Nathan works in a poorly funded facility that goes to Oblivion to rescue any remaining humans. When he catches two humans and teleports them back to Earth’s dimension, they tell him of 100 humans surviving in the countryside in Oblivion. Nathan is determined to help them despite government apathy, religious zealotry and aging equipment opposing him at every turn.

The plot, setting and world-building are terrific in Oblivion Songs Vol 1. Because this is only the first volume, the characters are rather thin but I’m sure they will be fleshed out in subsequent volumes. The highly saturated colors and use of stark shadows in some scenes contributes much to the atmosphere.

Is this the next Walking Dead? It’s too early to tell. However, it is good in its own right and definitely worth a read. 4 stars!

Thanks to Image Comics and Edelweiss+ for an advance copy.

Posted in Graphic Novel, Science Fiction Tagged with: ,

Batman Catwoman The Wedding Album
September 11th, 2018 by diane92345

If art is why you love comics, Batman/Catwoman: The Wedding Album is a must have!

Including only three stories, this comic is shorter than most compilations. It contains the Engagement, the Dress and the Big Day. It also adds a Wedding cover variant gallery, a sketchbook and a look at the script for the Dress, which includes the original comics that make up the flashback scenes from 1940 until 2003. Catwoman’s face and figure change dramatically beginning with a Jane Russell lookalike.

For the wedding, Batman and Catwoman decide to invite only one witness each. However, DC has invited 31 guest artists to tell the wedding story. It’s rare to see such divergent styles in one comic. It is fascinating to see how each artist highlights different aspects of the characters.

Batman/Catwoman: The Wedding Album is highly recommended for its artwork and flashbacks. The plot and bang up action are not the focus here. For that, read Batman: Preludes to the Wedding. But for art fans or aspiring comic artists, this is a great choice. 5 stars!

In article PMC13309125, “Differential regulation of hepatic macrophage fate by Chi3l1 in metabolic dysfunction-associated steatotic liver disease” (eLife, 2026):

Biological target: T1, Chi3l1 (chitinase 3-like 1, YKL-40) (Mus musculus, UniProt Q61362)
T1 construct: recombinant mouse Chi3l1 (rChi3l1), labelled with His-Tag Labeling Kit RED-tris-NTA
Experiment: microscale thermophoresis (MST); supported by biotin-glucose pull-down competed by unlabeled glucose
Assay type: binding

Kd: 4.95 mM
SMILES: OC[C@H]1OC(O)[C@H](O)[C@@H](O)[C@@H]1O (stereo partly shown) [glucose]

Thanks to DC Comics and NetGalley for an advanced copy.

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Batman: Preludes to the Wedding
September 11th, 2018 by diane92345

Batman: Preludes to the Wedding includes six stories providing background to the events that occur in Batman and Catwoman: The Wedding Album.

The first and last story describe how the Joker receives his wedding invitation. The last also includes Harley Quinn. From This Day Forward includes a scene of Damien Wayne getting his wedding suit tailored where he describes his history to his soon-to-be stepmom, Catwoman. Later after returning from her bachelorette party, Catwoman and Damien have a serious talk. For Richer or Poorer makes the reader feel a part of Batman’s, anything but tranquil, bachelor party. For Better or Worse tells the Riddler’s tale. In Sickness and In Health, Red Hood crosses paths with an Anarky terrorist plot while watching over Catwoman’s bachelorette party.

This is a great entry point for those either just entering the DC multiverse or returning after a long absence. Most tales include a short history of the main character. Even for long-time fans, Batman: Preludes to the Wedding builds excitement for the wedding itself and foreshadows some complications. It is a worthwhile companion purchase.

I loved these simple short stories that were reminiscent of the comic books of my youth. 5 stars!

Thanks to DC Comics and NetGalley for an advance copy.